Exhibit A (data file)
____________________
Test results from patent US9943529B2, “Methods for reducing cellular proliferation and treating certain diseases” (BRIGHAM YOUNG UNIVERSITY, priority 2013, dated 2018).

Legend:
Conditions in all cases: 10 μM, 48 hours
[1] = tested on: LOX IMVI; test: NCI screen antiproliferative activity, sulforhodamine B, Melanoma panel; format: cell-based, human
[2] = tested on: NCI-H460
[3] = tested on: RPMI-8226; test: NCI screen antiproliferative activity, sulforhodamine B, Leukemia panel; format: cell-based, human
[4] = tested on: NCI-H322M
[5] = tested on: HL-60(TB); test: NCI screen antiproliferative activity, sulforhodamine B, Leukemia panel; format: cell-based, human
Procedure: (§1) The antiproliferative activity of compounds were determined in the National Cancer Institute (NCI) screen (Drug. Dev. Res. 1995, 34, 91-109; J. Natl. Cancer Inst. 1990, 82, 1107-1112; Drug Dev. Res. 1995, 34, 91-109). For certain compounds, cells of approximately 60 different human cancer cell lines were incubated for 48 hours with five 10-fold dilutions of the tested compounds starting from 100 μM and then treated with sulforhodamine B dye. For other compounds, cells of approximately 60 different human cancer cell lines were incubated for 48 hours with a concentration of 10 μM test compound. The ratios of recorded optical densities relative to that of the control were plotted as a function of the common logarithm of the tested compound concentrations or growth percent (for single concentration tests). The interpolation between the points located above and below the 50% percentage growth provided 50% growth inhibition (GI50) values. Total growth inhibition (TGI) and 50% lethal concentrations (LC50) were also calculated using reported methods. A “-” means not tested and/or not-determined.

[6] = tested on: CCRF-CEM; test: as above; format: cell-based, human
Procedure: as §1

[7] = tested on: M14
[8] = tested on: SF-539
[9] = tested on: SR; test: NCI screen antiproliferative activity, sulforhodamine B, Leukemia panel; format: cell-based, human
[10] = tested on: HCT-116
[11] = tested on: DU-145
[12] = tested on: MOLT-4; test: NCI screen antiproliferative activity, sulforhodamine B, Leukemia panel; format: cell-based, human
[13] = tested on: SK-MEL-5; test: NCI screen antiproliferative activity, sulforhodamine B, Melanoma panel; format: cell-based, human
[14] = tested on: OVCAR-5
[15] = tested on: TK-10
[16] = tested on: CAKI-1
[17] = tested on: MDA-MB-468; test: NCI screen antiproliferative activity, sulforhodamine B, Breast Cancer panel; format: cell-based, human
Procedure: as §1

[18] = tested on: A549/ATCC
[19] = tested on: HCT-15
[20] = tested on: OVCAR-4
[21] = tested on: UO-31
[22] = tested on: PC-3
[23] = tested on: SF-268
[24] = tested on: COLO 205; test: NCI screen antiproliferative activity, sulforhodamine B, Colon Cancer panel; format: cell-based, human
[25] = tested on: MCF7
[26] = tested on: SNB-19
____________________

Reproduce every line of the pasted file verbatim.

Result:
Test results from patent US9943529B2, “Methods for reducing cellular proliferation and treating certain diseases” (BRIGHAM YOUNG UNIVERSITY, priority 2013, dated 2018).

Legend:
Conditions in all cases: 10 μM, 48 hours
[1] = tested on: LOX IMVI; test: NCI screen antiproliferative activity, sulforhodamine B, Melanoma panel; format: cell-based, human
[2] = tested on: NCI-H460
[3] = tested on: RPMI-8226; test: NCI screen antiproliferative activity, sulforhodamine B, Leukemia panel; format: cell-based, human
[4] = tested on: NCI-H322M
[5] = tested on: HL-60(TB); test: NCI screen antiproliferative activity, sulforhodamine B, Leukemia panel; format: cell-based, human
Procedure: (§1) The antiproliferative activity of compounds were determined in the National Cancer Institute (NCI) screen (Drug. Dev. Res. 1995, 34, 91-109; J. Natl. Cancer Inst. 1990, 82, 1107-1112; Drug Dev. Res. 1995, 34, 91-109). For certain compounds, cells of approximately 60 different human cancer cell lines were incubated for 48 hours with five 10-fold dilutions of the tested compounds starting from 100 μM and then treated with sulforhodamine B dye. For other compounds, cells of approximately 60 different human cancer cell lines were incubated for 48 hours with a concentration of 10 μM test compound. The ratios of recorded optical densities relative to that of the control were plotted as a function of the common logarithm of the tested compound concentrations or growth percent (for single concentration tests). The interpolation between the points located above and below the 50% percentage growth provided 50% growth inhibition (GI50) values. Total growth inhibition (TGI) and 50% lethal concentrations (LC50) were also calculated using reported methods. A “-” means not tested and/or not-determined.

[6] = tested on: CCRF-CEM; test: as above; format: cell-based, human
Procedure: as §1

[7] = tested on: M14
[8] = tested on: SF-539
[9] = tested on: SR; test: NCI screen antiproliferative activity, sulforhodamine B, Leukemia panel; format: cell-based, human
[10] = tested on: HCT-116
[11] = tested on: DU-145
[12] = tested on: MOLT-4; test: NCI screen antiproliferative activity, sulforhodamine B, Leukemia panel; format: cell-based, human
[13] = tested on: SK-MEL-5; test: NCI screen antiproliferative activity, sulforhodamine B, Melanoma panel; format: cell-based, human
[14] = tested on: OVCAR-5
[15] = tested on: TK-10
[16] = tested on: CAKI-1
[17] = tested on: MDA-MB-468; test: NCI screen antiproliferative activity, sulforhodamine B, Breast Cancer panel; format: cell-based, human
Procedure: as §1

[18] = tested on: A549/ATCC
[19] = tested on: HCT-15
[20] = tested on: OVCAR-4
[21] = tested on: UO-31
[22] = tested on: PC-3
[23] = tested on: SF-268
[24] = tested on: COLO 205; test: NCI screen antiproliferative activity, sulforhodamine B, Colon Cancer panel; format: cell-based, human
[25] = tested on: MCF7
[26] = tested on: SNB-19